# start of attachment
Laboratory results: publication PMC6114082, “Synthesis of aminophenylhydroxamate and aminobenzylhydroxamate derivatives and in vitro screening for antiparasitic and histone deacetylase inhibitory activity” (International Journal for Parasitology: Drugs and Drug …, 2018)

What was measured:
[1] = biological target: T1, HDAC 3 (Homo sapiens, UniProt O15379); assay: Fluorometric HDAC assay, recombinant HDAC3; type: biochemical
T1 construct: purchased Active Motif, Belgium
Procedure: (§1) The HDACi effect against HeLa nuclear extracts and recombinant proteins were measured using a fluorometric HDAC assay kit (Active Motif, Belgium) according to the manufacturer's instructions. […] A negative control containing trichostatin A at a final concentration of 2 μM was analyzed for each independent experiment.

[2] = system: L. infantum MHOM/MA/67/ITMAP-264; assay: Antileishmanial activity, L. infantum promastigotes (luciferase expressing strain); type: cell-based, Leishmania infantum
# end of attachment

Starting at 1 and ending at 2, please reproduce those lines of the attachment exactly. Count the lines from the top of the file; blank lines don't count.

Laboratory results: publication PMC6114082, “Synthesis of aminophenylhydroxamate and aminobenzylhydroxamate derivatives and in vitro screening for antiparasitic and histone deacetylase inhibitory activity” (International Journal for Parasitology: Drugs and Drug …, 2018)

What was measured: